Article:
We have always imaged the web as a system made from pages. The first internet’s goal was sharing documents around the world.
However, the webpages are different from book pages: they are continuously updated, changing design depending on which device they are displayed on. In other words, these pages are dynamic.
How many times has a designer presented a website to a client in the three most common versions (desktop, mobile, tablet)? Unfortunately, this is just a way to communicate to the client how the website will never be.
Therefore, how can designers create reliable and consistent mockups?
Designing consistent interfaces is a problem for everyone, especially when you came across devices with different screen sizes every day.
If an interface is designed in a consistent way, every interaction will be intuitive and fluid. On the other hand, if it is not consistent, the user will struggle to understand how to navigate the website, often giving it up.
When an interface works, it becomes user-friendly and it helps the user to understand certain tasks without needing any instruction.
But how can we create a consistent interface able to be adapted to every device?
The first step is communication.
In the last decade, designers have created style guides, redlines, mood boards and more to make their design qualities clearer to developers and stakeholders.
Similarly, developers have started using frameworks like Bootstrap and Foundation which allow them to create websites faster.
Often, however, these professional figures speak different languages and establish different goals during the implementation of a project.
One of the most common problems regarding the developers is indeed the lack of a common language.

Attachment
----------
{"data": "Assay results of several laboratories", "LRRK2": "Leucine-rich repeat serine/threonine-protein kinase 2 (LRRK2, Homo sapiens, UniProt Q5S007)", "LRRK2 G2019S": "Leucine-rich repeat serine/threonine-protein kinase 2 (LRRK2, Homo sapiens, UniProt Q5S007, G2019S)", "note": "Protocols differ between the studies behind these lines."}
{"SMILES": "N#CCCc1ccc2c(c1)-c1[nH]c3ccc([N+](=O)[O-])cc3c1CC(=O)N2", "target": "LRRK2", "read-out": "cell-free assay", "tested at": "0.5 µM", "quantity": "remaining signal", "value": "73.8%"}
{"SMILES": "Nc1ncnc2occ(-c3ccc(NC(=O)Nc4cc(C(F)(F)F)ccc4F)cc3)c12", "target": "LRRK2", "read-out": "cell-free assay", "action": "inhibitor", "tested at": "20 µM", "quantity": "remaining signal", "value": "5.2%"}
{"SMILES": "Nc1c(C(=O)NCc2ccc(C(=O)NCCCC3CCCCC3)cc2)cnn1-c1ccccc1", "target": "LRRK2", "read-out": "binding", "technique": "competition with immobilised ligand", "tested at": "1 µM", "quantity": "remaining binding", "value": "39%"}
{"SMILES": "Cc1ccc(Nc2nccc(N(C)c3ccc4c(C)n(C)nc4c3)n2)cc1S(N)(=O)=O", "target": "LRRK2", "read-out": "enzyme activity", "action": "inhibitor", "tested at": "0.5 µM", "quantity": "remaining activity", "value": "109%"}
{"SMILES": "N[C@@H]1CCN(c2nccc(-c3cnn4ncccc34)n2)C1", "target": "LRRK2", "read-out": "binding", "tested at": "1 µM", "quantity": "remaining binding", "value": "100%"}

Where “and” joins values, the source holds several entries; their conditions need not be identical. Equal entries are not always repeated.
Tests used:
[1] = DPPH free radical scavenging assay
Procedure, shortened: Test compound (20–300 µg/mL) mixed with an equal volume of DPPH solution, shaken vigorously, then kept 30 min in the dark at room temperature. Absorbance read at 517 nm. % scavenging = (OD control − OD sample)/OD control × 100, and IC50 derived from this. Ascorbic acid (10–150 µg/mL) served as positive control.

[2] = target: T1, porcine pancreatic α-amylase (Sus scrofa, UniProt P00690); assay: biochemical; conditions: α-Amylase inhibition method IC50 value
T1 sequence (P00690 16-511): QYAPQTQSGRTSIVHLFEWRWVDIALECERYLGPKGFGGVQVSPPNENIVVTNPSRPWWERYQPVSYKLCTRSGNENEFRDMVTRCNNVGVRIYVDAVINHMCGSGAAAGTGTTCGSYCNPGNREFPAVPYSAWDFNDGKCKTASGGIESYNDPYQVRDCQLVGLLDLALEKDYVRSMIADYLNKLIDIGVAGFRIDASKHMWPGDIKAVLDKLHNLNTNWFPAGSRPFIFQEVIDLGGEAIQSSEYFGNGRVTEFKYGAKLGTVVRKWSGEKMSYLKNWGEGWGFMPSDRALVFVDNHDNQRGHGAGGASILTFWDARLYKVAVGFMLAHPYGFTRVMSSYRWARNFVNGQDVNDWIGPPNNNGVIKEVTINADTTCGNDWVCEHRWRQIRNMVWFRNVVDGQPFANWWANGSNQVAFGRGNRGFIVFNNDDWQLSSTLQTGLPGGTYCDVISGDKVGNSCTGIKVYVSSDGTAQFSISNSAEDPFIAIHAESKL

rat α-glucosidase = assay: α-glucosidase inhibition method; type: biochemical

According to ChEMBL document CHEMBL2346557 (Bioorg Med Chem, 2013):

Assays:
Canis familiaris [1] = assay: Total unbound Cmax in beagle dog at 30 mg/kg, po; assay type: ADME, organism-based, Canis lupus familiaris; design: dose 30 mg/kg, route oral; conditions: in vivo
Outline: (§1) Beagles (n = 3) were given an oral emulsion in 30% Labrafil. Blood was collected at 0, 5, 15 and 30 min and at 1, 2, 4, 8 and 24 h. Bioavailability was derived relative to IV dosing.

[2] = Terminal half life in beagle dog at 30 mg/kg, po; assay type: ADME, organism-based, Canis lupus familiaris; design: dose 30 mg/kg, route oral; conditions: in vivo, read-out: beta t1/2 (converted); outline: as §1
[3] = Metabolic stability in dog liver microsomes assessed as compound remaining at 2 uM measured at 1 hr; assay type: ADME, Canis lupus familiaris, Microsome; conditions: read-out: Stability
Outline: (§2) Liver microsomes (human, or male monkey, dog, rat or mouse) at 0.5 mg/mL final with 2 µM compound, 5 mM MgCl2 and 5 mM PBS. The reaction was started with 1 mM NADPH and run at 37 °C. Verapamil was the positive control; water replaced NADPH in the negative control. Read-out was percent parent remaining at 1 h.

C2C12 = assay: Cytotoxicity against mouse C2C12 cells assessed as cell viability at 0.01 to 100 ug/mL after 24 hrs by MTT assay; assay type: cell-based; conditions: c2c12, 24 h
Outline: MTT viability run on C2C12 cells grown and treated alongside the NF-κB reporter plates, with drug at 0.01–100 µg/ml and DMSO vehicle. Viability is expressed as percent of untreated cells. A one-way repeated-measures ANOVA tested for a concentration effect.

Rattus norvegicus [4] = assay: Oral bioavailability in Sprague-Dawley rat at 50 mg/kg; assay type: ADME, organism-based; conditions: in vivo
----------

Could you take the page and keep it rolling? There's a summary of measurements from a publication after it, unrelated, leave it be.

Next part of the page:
Not speaking the same language creates chaos.
However, as the number of screen sizes is constantly increasing, we need to find a way to create consistent interface design systems.
This is where Atomic Design comes to help us.
Created by Brad Frost, Atomic Design is a methodology for creating design systems. It is a series of visual building blocks that start out really basic and become more complex as you move up the design system.
These visual building blocks are organised by complexity into different stages.
These five stages are Atoms, Molecules, Organisms, Templates and Pages.
It is important to keep in mind that atomic design is a way of thinking rather than a linear process: you can go back at every stage whenever you need it.
Atoms are the most basic building blocks. They include basic HTML elements, colours, Heading Typography, Body text that have their own unique properties.
Molecules are groups of atoms that work together to form a functional unit that performs a specific action or represent a purpose. These are elements like a contact form, a team member listing, or an individual course card. Molecules give simple and reusable components.
Organisms are groups of molecules that are organised by importance, type or purpose. These may be described as pieces and parts of an overall page. These include features like course listing, the entire website footer and the related blog post section at the end of a blog post.
In the end, we have Templates and Pages. These are pretty self-explanatory but pages and templates give structure to multiple organisms. We typically make high fidelity page templates that are filled with either placeholder or actual content for the clients. Common templates are Home page templates, blog post templates, product pages, log-in register pages, contact pages.
Why Atomic Design?
One of the biggest advantages of using Atomic Design is the facility to create interfaces starting from an abstract concept, in order to implement the final user experience. We can simultaneously see our interfaces broken down to their atomic part and also see how those elements combine together to create our final experience. Atomic design may also be applied to all the interfaces, therefore not only to the web-based one.
How should you use it?
To create the interface design there are plenty of software available, the most popular is Sketch.
Front-end side, Brad Frost created a framework of components using the single elements of the atomic design.